This Story Posted:
November 23rd
3:27 AM/CST

The Weekly Spotlight
The Back Page - Our Love-Hate Realtionship With Apple
Ask Dave - Desktop Files Explained and B&W G3s
Computing With Bifocals - Building An Easy Web Page II, Basic HTML
The Name of the Game - Free Games On The Web At Shockwave.com
Today's News
Yesterday's News
News Archives
Reviews
MacOS News Around The Web
Awards
Contact Us
Home
 
 

Monday, November 23rd

Top Story
AOL And Sun To Divvy Up Netscape?
[3:27 AM] In a stunning development this weekend, reports are surfacing that says that AOL will buy Netscape in a deal estimated to be worth US$4 Billion. The deal would reportedly be a stock only transaction. Sun Microsystems will also be involved.

AOL would retain Netscape's NetCenter web portal and the Navigator and Communicator products. Sun Microsystems's would take over Netscape's business software efforts such as the various Netscape web servers. The involved companies have reportedly been in serious talks all weekend discussing the buyout.

AOL currently has a special arrangement with Microsoft to use Internet Explorer as the both the internal browser engine as well as the default browser to be used within AOL. That contract expires on January 1, 1999. It is this agreement with Microsoft that has been one of the focal points of the ongoing antitrust trial being waged on Microsoft by the Department of Justice. AOL had announced an agreement with Netscape to use Navigator within AOL, but the agreement was not exclusive. Almost immediately after announcing the Netscape deal, AOL made a surprise announcement that it had also chosen Internet Explorer, but this time IE would be the default browser. In communications between AOL and Netscape, AOL said that Netscape's technology was superior to that of Microsoft, but that Microsoft was giving AOL equal billing on the Window's desktop.

AOL is rumored to be more interested in NetCenter than any other aspect of Netscape. NetCenter may in fact be more profitable than the other areas of Netscape's product line right now, and bringing people online in a controlled environment is that AOL is all about. There are currently no indications as to the time frame of such a deal.

The Mac Observer Spin: This development is the single largest event in the technology industry besides Apple's return to profitability. In fact, it may be looked back upon in the future as a pivotal moment in the industry. Since AOL's original agreement with both Netscape and Microsoft was first inked, AOL has become the undisputed king of online services. They are in less of a position to need the exposure gained on the Windows desktop, which may become less valuable anyway should the DOJ have its way.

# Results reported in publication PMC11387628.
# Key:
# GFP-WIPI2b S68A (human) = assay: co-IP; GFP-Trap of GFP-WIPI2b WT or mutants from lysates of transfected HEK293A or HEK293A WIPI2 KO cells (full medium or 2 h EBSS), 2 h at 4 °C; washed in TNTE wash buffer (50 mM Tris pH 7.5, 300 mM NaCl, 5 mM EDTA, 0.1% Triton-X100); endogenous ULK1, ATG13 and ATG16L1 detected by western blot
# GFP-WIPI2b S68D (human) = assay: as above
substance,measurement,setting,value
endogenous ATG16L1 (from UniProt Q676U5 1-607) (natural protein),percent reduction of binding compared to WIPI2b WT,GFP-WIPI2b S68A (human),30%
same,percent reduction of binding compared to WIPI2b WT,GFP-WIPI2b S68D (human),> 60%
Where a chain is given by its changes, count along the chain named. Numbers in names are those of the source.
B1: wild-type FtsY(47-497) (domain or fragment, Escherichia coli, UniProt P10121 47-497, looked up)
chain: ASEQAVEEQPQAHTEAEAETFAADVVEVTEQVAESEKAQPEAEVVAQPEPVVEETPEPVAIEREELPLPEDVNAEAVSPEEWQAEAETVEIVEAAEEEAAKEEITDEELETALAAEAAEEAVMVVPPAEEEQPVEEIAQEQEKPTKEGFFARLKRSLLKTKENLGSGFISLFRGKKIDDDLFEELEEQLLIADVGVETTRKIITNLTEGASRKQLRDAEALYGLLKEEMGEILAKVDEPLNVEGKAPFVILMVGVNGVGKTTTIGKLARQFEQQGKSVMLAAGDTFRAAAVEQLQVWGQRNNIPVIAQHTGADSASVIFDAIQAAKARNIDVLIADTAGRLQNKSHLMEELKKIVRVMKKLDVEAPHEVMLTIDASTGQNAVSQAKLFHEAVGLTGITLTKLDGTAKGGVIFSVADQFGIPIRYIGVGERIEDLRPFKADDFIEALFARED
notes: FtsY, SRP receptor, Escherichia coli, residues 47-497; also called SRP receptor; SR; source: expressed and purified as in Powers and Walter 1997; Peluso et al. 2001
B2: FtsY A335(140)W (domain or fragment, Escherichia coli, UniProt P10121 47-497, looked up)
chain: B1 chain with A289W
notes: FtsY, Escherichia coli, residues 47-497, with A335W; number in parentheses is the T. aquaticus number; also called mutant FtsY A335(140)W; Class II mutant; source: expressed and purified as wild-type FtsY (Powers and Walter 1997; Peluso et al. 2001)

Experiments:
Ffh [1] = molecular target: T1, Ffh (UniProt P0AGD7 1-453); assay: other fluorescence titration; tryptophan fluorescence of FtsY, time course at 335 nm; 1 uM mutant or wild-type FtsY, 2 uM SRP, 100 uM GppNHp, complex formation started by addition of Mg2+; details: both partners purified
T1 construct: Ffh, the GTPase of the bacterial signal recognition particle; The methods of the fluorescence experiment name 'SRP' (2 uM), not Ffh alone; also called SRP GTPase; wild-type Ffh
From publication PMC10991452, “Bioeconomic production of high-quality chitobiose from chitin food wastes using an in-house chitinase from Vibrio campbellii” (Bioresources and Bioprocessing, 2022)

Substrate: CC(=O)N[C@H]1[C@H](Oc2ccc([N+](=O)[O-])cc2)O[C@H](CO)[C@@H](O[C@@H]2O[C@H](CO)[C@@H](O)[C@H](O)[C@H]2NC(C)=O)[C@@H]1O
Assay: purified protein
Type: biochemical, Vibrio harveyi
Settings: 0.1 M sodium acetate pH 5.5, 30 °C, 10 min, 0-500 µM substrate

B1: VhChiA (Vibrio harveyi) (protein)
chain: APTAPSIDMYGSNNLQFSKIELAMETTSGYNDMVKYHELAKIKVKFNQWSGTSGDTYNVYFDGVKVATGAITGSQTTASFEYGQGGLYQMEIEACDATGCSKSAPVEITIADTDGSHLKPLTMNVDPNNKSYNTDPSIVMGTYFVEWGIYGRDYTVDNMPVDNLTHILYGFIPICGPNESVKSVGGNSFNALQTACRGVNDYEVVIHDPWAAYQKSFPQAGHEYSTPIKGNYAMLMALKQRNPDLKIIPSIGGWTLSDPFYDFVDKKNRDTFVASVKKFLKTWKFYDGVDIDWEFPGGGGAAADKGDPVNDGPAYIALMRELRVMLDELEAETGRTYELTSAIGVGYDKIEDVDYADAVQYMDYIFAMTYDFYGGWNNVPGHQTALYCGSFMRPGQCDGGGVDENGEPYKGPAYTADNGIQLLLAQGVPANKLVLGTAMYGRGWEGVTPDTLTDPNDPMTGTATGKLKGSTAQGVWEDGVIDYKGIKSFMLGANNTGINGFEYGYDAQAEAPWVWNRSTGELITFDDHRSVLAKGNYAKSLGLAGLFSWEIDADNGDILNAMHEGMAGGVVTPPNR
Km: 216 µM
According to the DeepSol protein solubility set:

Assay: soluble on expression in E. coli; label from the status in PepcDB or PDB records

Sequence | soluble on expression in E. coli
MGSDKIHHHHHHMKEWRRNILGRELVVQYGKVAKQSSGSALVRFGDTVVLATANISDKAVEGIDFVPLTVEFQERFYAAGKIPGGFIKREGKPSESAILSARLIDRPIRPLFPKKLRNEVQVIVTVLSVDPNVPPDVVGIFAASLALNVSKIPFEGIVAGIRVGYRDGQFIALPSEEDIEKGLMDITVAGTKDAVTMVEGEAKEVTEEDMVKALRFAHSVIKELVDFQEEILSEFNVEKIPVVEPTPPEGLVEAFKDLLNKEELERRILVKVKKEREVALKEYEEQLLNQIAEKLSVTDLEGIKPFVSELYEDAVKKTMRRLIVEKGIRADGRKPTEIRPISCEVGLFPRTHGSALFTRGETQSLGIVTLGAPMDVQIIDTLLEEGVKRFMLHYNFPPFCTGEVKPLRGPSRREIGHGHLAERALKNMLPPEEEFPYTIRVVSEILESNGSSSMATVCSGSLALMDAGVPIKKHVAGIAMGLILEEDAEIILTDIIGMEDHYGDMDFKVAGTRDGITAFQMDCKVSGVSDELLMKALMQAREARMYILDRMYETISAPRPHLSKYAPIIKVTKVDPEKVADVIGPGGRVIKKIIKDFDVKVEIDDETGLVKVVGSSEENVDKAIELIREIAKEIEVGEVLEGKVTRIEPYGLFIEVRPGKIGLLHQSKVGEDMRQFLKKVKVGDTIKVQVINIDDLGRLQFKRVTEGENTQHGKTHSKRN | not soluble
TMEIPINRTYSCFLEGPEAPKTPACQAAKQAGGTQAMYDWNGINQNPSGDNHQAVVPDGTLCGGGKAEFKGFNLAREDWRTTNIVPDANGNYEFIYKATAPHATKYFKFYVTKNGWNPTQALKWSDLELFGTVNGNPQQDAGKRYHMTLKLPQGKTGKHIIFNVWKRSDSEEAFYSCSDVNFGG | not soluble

At the same time, Sun could gain significant new technologies from the deal to allow it to more directly bang heads with Microsoft in both the Intranet, Internet, and other server markets. Sun has done very well in these markets, but has lost some ground to Microsoft in recent years. Netscape's portfolio would mostly compliment Sun's offerings and in many instances would bring the company into new territory. Netscape has server products for Windows NT for instance.

The disturbing thing to us is the AOL factor. AOL has never proven itself to be a technology leader. Its focus has been offering online services through proprietary technologies, not developing cutting-edge browsing technologies that allow millions of people to view and display web pages. It was their complete ineptitude in making a browser in the first place that led to both the Netscape and AOL deals in the first place! AOL could very well turn Communicator/Navigator into nothing more than an AOL lite designed to funnel people to one place and one place only. AOL has also been noticeably short on its support for the Mac in recent years. Should AOL decide that it cares more about NetCenter than providing a free browser to 17 different operating systems, we could actually find ourselves in the place where Microsoft has been striving so hard to take us, a world with only Internet Explorer.

On the other hand, it could give another company like Opera Software, the maker of the Opera web browser, the chance to rise to the fore. The Amiga may really make it big this time too.

Netscape - AOL - Microsoft - Sun Microsystems



Headlines For Friday, September 10th

Today's News
Yesterday's News
News Archives
Reviews
MacOS News Around The Web
Awards
Contact Us
Home

© All information presented on this site is copyrighted by The Mac Observer except where otherwise noted. No portion of this site may be copied without express written consent. Other sites are invited to link to any aspect of this site provided that all content is presented in its original form and is not placed within another frame.